Authority of Drug Enforcement Administration to Control Production of Plant Papaver Bracteatum
Control of Papaver Bracteatum—Drug Enforcement Administration
Authority of General Services Administration to Restore Sanctioned Employees to Prior Grades
General Services Administration—Disciplinary Matter—Authority of the General Services Administration (5 U.S.C. § 5596)
Authority of Secretary of Agriculture to Establish Price Support Program for Sugar Producers Under the Agriculture Act of 1949
Price Support for Sugar Producers—Agriculture Act of 1949
Authority of the Department of Justice to Retain Private Legal Counsel
Department of Justice—Retention of Private Counsel—Authority—Defense of Federal Officials
Authority of Water Resources Council to Expend Carried-Over Funds
Water Resources Council (42 U.S.C. § 1962a)—Authority to Expend Carried-Over Funds
Basis for Federal Jurisdiction in Washington, D.C., Hostage Situation
Washington, D.C., Hostage Situation: Basis for Federal Jurisdiction
Bond Proceeding of Undocumented Aliens Seeking to Enter the United States Illegally
In determining whether to release on bond undocumented migrants who arrive in the United States by sea seeking to evade inspection, it is appropriate to consider national security interests implicated by the encouragement of further unlawful mass migrations and the release of undocumented alien migrants into the United States without adequate screening.
In bond proceedings involving aliens seeking to enter the United States illegally, where the government offers evidence from sources in the Executive Branch with relevant expertise establishing that significant national security interests are implicated, immigration judges and the Board of Immigration Appeals shall consider such interests.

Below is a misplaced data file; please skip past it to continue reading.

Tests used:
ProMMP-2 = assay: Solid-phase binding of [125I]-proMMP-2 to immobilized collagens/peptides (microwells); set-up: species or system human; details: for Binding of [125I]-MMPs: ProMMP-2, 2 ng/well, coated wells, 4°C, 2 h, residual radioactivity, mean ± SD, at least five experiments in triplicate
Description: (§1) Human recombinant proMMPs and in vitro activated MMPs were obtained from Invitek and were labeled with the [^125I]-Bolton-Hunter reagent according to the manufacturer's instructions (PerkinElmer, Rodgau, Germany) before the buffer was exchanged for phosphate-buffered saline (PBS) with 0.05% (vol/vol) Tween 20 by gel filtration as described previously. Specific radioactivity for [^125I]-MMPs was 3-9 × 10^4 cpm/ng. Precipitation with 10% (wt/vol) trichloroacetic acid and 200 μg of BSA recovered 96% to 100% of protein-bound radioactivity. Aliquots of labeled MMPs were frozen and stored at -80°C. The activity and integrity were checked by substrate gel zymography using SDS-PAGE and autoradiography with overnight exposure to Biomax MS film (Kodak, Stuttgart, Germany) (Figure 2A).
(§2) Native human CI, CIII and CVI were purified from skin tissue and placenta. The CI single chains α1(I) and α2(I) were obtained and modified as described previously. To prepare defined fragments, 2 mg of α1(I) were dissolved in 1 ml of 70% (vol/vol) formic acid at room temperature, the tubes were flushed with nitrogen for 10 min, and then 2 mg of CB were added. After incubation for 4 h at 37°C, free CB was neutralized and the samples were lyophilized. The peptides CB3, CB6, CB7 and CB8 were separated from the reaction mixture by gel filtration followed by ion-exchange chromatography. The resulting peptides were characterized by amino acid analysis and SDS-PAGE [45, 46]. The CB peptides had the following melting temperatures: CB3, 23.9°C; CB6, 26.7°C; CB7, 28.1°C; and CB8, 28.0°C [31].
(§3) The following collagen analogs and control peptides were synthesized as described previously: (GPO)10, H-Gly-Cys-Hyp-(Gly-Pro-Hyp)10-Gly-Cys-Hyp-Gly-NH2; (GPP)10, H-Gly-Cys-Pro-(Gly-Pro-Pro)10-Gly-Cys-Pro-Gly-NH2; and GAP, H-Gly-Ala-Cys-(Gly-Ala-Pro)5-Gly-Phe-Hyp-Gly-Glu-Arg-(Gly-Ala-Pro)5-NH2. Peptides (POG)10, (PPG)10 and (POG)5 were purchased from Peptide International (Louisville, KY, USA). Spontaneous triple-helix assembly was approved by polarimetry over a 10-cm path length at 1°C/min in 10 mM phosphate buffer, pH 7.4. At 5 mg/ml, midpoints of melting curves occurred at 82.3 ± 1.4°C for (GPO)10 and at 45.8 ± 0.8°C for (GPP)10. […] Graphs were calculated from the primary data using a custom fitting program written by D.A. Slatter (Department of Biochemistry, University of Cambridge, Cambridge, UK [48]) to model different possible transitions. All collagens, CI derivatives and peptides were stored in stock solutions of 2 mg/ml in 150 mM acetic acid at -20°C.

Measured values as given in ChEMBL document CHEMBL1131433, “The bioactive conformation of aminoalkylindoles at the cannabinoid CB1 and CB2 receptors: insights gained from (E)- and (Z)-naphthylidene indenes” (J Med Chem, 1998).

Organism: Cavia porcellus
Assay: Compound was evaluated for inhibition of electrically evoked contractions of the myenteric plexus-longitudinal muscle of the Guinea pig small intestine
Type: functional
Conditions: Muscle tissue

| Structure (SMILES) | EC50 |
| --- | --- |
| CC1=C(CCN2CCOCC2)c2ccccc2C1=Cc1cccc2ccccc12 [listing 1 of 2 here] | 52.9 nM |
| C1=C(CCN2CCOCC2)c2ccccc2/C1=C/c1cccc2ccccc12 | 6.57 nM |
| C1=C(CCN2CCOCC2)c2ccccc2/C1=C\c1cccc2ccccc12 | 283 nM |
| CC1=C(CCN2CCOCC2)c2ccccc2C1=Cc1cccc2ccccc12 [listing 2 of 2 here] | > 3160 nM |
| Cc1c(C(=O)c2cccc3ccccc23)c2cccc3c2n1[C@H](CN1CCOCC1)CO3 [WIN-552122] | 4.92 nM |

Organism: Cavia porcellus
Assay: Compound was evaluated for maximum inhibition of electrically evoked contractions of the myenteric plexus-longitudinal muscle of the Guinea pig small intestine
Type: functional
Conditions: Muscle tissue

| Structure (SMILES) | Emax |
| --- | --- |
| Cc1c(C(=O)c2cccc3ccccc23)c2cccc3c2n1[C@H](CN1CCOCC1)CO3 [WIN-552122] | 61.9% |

Considering national security grounds applicable to a category of aliens in denying an unadmitted alien’s request for release on bond does not violate any due process right to an individualized determination in bond proceedings under section 236(a) of the Immigration and Nationality Act.
CIA Investigations of United States Persons in the United States
Central Intelligence Agency—Investigative Authority—United States Citizens—Weissman v. CIA (565 F.2d 692)
Clarification of Prior Opinion Regarding Borrowing by Bank Examiners
18 U.S.C. § 213, which prohibits federal bank examiners from borrowing from Federal Reserve member banks or other entities subject to examination by them, does not prohibit such examiners from receiving loans or credit from affiliates of covered banks merely because such affiliates are under “common control” with the bank or because the covered bank and the affiliate have a common majority of corporate officers or directors.
An examiner would be prohibited from borrowing from such an affiliated entity, where the affiliate is serving as a conduit or “front” for the implementation of a loan that is actually extended due to the direction, instigation, or influence of the affiliated member bank or person connected therewith.
Competitive Bidding Requirements Under the Federal-Aid Highway Program
The competitive bidding requirement of 23 U.S.C. § 112 imposes, in addition to procedural rules dictating the process by which bids are awarded, a substantive limitation on state or local bidding requirements that are unrelated to the bidder’s performance of the necessary work.
Section 112’s competitive bidding requirement does not preclude any and all state or local bidding or contractual restrictions that have the effect of reducing the pool of potential bidders for reasons unrelated to the performance of the necessary work. Rather, section 112 affords the Federal Highway Administration discretion to assess whether a particular state or local requirement unduly limits competition.
Generally, state or local government requirements that eliminate or disadvantage a class of potential responsible bidders to advance objectives unrelated to the efficient use of federal funds or the integrity of the bidding process are likely to unduly impede competition in contravention of the substantive component of section 112’s competitive bidding requirement.